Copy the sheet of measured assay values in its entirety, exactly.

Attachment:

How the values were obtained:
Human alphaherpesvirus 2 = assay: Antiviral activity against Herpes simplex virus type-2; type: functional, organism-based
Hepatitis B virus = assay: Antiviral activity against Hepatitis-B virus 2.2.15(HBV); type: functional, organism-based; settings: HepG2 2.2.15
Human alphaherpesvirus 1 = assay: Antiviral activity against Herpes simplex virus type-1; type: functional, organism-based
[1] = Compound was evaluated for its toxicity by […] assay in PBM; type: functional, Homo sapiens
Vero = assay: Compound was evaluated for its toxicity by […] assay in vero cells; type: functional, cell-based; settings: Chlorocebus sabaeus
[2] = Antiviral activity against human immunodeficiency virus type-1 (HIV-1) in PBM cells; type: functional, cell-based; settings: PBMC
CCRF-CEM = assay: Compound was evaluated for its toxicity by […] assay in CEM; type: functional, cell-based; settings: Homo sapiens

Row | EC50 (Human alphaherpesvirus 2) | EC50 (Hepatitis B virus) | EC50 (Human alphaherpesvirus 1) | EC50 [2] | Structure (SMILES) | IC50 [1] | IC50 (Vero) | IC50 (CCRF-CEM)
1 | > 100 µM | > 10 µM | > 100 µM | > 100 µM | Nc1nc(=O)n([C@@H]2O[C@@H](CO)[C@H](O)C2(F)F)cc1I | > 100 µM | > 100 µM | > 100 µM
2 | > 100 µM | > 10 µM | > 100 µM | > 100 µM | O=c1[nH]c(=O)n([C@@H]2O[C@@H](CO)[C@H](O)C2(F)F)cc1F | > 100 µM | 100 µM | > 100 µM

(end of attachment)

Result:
How the values were obtained:
Human alphaherpesvirus 2 = assay: Antiviral activity against Herpes simplex virus type-2; type: functional, organism-based
Hepatitis B virus = assay: Antiviral activity against Hepatitis-B virus 2.2.15(HBV); type: functional, organism-based; settings: HepG2 2.2.15
Human alphaherpesvirus 1 = assay: Antiviral activity against Herpes simplex virus type-1; type: functional, organism-based
[1] = Compound was evaluated for its toxicity by […] assay in PBM; type: functional, Homo sapiens
Vero = assay: Compound was evaluated for its toxicity by […] assay in vero cells; type: functional, cell-based; settings: Chlorocebus sabaeus
[2] = Antiviral activity against human immunodeficiency virus type-1 (HIV-1) in PBM cells; type: functional, cell-based; settings: PBMC
CCRF-CEM = assay: Compound was evaluated for its toxicity by […] assay in CEM; type: functional, cell-based; settings: Homo sapiens

Row | EC50 (Human alphaherpesvirus 2) | EC50 (Hepatitis B virus) | EC50 (Human alphaherpesvirus 1) | EC50 [2] | Structure (SMILES) | IC50 [1] | IC50 (Vero) | IC50 (CCRF-CEM)
1 | > 100 µM | > 10 µM | > 100 µM | > 100 µM | Nc1nc(=O)n([C@@H]2O[C@@H](CO)[C@H](O)C2(F)F)cc1I | > 100 µM | > 100 µM | > 100 µM
2 | > 100 µM | > 10 µM | > 100 µM | > 100 µM | O=c1[nH]c(=O)n([C@@H]2O[C@@H](CO)[C@H](O)C2(F)F)cc1F | > 100 µM | 100 µM | > 100 µM